4. See connections between it and other facts or ideas; 
5. Make use of it in various ways;
6. Foresee some of its consequences;
7. State its opposite or converse.”
(From “How Children Fail” by John Holt.)

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Christine_Jones 24 August 2011 16:05
Posts735
Joined09/10/09
Pete, there is a lot in your post to think about. 

It all seems to boil down to what exactly we mean by understand and Bruner appears to mean something different to John Holt.
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maggieh 24 August 2011 16:43
Posts67
Joined26/09/08
Pete I absolutely love that list of 7 points - have not seen this before so a big thank you.
I know this is a bit off topic but I plan on simplifying the language a bit and making a poster of the seven points for my Entry Functional Skills classroom (as a focus at the end of lessons).
Thanks again for the inspiration :) and thanks to all for such an interesting thread.
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petegriffin 24 August 2011 17:19
Assistant Director (Maths Hubs)
Posts1319
Joined29/06/06
Christine says:
"It all seems to boil down to what exactly we mean by understand and Bruner appears to mean something different to John Holt."

I do take Mary's point that if we go along with Bruner, one of the key ways we "check" for understanding (both within ourselves as well as in others) is to see what we (or they) can do and so doing has a part to play in any definition of understanding.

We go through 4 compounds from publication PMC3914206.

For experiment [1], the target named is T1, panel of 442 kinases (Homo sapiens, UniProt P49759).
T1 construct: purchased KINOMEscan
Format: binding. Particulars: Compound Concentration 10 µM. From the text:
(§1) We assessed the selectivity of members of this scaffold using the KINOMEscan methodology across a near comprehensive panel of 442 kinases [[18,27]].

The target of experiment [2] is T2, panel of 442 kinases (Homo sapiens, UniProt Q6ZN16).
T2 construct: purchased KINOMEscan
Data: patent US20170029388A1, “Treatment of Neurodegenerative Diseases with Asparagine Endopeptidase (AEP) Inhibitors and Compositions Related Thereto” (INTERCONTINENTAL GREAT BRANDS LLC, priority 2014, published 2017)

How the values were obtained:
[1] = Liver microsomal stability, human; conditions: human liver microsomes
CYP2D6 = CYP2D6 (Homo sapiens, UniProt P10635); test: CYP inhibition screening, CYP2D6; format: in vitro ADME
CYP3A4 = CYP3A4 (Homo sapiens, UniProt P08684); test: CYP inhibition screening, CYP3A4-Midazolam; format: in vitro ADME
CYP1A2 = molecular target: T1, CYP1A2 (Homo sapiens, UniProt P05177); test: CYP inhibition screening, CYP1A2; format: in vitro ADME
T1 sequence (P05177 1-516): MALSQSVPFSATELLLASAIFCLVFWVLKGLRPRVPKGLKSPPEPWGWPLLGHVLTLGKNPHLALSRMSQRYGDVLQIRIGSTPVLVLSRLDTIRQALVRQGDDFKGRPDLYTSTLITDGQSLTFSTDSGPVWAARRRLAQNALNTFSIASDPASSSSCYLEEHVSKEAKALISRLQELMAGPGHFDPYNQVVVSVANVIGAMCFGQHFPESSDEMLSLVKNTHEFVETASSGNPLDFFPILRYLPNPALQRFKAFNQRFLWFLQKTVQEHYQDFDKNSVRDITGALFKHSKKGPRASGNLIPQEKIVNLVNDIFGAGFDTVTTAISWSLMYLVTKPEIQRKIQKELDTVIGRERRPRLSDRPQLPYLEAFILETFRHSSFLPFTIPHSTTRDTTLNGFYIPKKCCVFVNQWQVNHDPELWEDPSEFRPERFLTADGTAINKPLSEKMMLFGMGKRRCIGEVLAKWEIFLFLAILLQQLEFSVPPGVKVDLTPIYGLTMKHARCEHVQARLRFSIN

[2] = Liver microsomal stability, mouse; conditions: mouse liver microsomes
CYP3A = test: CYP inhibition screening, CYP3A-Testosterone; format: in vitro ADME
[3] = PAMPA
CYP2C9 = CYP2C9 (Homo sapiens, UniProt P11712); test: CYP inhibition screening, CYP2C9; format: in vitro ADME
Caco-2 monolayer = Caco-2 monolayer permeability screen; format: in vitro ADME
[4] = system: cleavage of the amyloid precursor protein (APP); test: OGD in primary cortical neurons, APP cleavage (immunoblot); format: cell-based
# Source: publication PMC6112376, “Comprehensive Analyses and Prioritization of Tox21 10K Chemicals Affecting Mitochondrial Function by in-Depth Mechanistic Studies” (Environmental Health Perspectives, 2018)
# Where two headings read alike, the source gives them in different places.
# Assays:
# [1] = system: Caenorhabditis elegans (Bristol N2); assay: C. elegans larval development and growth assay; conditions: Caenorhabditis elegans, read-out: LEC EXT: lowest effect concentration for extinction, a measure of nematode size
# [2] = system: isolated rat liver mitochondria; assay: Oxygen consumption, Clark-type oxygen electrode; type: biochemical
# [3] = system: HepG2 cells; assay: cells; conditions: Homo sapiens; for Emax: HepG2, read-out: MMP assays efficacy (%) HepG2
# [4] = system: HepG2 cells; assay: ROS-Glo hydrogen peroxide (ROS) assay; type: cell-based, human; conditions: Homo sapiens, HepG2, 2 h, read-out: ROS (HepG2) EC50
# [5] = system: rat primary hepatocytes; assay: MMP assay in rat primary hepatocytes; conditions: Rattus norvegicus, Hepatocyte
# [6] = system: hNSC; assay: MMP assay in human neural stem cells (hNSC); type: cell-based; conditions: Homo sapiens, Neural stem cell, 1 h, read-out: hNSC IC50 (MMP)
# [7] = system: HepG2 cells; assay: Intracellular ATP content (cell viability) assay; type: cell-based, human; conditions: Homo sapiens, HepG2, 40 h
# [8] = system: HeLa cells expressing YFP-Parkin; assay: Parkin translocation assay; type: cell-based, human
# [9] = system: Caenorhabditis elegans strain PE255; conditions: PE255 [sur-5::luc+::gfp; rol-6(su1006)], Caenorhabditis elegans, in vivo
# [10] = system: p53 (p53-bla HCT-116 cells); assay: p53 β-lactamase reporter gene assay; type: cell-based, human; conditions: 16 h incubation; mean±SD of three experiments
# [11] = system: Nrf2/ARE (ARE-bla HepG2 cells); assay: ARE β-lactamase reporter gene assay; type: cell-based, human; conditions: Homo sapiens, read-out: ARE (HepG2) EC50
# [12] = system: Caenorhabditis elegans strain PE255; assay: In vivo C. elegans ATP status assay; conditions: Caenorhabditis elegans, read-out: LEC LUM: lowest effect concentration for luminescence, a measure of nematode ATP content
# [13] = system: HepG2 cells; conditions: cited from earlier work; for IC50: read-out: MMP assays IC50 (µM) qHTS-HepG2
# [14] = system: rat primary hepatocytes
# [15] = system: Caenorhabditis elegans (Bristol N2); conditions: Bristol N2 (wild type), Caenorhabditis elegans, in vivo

It is interesting in the Holt quote about understanding that all the things in his list (with the possible exception of 4 and 6) are "doing" things, behaviours.

The now (in)famous Gattegno quote "Only Awareness is Educable" has been developed by John Mason into the trio:
Only awareness is educable;
Only behaviour is trainable;
Only emotion is harnessable.

... and this prompts me to think about the importance of keeping all three of these strands present (the "emotion" is meant to indicate the importance of motivation or "emotional buy-in" in the learning process).
Mason has developed this into a framework for preparing to teach a topic and writes about it in his article "Asking Mathematical Questions Mathematically" (Versailles, March 1998) on pages 7 and 8.

(BTW - A suite of materials called "Preparing to Teach ....." was produced by the Centre for Mathematics Education, the Open University in the late 1980's based on this framework. If you are interested in these, information about them is on the CME web-site).
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petegriffin 24 August 2011 17:27
Assistant Director (Maths Hubs)
Posts1319
Joined29/06/06
Maggie - I have always thought the Holt check list was ideal material for a classroom poster but not quite the right language. I would love to see what you come up with.